As written before, Alphaville came to my attention because of a student in my second year of studying. I don’t think I remember that much about her, except she was into books. A lot. Of books. I admired her house, it was filled with old musty tomes in big wooden book cases. I know, this has nothing to do with Alphaville, but hey.
This music never gets old for me. Indeed, it is forever young. The namesake of the album is not the first single that was published. That honour fell to Big in Japan. The story goes that singer and band leader Marian Gold heard the story that if you want to sell records, you do it in Japan. When you later publish in Europe you can say you are big in Japan. Japan was known to have a huge market.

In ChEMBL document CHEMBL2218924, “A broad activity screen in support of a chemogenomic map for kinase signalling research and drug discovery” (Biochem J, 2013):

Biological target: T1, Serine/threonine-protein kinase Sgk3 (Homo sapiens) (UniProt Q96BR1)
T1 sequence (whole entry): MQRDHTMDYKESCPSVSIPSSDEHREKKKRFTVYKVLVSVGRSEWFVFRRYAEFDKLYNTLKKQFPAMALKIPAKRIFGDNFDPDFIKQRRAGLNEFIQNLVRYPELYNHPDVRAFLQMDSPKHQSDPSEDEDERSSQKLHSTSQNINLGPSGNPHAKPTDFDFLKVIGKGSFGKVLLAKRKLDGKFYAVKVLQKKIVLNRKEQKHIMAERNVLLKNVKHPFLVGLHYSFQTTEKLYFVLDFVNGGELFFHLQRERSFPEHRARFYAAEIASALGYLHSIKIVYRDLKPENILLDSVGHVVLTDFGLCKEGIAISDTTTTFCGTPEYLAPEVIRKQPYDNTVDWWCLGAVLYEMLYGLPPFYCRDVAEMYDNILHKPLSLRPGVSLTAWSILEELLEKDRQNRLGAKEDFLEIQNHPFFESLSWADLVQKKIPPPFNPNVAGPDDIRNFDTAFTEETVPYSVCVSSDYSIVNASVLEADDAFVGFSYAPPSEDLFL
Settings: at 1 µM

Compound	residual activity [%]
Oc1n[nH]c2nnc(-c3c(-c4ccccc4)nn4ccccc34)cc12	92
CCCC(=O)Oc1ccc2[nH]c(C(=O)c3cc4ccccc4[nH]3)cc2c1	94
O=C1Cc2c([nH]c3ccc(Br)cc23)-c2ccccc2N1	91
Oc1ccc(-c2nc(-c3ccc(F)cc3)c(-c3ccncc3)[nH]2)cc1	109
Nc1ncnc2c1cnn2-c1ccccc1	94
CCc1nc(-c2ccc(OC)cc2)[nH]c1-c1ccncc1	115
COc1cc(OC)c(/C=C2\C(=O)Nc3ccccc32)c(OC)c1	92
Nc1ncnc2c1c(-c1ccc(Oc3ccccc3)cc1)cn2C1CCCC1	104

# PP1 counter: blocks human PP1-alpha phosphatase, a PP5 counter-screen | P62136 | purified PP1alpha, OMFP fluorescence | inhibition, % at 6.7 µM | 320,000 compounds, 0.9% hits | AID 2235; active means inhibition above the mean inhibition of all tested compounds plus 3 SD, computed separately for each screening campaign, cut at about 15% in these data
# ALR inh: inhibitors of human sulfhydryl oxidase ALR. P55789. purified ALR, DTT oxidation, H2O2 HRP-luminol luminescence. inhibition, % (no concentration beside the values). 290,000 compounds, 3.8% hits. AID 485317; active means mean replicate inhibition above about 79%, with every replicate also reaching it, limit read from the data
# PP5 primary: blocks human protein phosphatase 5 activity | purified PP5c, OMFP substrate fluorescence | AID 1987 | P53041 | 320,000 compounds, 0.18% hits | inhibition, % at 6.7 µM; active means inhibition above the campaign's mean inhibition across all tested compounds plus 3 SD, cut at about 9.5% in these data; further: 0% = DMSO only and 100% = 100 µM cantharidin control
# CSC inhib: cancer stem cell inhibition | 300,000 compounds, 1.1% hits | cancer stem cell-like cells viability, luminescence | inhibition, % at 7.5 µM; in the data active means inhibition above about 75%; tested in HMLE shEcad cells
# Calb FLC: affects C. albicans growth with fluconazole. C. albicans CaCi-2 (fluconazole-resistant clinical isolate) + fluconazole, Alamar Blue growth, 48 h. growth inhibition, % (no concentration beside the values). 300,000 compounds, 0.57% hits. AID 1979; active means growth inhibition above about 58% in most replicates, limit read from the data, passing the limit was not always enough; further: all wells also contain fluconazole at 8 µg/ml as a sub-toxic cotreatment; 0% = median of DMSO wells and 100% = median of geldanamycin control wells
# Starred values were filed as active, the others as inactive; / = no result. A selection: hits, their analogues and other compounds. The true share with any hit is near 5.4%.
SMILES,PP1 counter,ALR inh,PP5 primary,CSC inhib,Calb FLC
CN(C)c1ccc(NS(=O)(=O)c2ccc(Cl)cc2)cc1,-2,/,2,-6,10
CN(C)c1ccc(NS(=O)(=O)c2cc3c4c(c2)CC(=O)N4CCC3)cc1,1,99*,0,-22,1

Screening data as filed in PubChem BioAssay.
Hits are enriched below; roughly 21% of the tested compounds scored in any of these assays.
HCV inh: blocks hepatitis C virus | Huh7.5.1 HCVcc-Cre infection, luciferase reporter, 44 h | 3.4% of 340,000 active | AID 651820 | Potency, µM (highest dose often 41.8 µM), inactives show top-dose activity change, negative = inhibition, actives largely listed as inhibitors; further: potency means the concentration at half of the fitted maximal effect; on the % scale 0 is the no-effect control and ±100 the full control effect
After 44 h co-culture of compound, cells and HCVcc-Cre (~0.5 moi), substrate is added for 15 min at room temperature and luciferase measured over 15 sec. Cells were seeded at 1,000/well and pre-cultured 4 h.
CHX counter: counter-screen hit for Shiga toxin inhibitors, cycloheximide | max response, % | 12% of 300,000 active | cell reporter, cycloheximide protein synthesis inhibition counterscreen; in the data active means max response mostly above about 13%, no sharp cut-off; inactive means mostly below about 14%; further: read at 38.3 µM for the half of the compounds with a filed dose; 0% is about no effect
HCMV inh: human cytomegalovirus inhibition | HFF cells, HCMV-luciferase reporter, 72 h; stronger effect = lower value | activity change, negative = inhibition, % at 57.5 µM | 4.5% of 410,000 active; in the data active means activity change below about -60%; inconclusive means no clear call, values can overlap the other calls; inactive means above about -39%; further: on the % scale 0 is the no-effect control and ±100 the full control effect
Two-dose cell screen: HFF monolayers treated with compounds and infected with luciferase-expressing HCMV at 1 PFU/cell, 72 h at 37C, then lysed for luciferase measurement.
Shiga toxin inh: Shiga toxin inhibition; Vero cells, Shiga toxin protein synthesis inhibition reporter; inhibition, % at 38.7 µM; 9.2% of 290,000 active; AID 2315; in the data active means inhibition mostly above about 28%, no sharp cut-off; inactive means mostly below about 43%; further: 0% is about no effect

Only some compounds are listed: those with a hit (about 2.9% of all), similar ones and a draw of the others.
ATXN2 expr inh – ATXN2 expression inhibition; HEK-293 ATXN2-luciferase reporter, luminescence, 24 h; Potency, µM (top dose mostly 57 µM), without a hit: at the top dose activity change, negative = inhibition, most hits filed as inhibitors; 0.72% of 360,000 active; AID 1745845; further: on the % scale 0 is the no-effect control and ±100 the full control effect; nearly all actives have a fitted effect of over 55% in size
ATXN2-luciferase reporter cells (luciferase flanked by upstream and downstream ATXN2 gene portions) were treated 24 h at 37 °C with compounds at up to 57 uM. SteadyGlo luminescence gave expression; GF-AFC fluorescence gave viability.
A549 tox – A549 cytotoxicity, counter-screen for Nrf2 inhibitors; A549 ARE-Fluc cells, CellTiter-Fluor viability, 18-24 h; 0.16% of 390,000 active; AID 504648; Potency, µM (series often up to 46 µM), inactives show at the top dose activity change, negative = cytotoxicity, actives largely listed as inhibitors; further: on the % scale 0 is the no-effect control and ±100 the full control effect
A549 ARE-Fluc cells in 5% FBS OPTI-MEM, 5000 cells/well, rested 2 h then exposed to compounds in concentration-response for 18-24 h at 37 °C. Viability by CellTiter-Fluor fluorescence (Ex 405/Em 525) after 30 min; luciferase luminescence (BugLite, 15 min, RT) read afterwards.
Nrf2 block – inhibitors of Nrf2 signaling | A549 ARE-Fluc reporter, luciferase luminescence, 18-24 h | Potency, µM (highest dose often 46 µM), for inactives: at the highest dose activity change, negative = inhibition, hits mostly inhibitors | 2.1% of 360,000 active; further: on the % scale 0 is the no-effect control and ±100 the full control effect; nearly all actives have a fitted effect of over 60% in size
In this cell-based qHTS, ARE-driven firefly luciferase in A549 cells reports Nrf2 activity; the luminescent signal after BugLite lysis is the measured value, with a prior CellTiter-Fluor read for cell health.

Big in Japan skyrocketed the starting band into the charts. After that, the music executives wanted more, so before Forever young would come out, they wanted another guaranteed hit: Sounds like a melody. The band did it, but they didn’t have to like it. Marian Gold later said: ‘Writing music exclusively for the sake of commercial success seemed like the sell-out of our virtual beliefs‘. They refused to play the song live.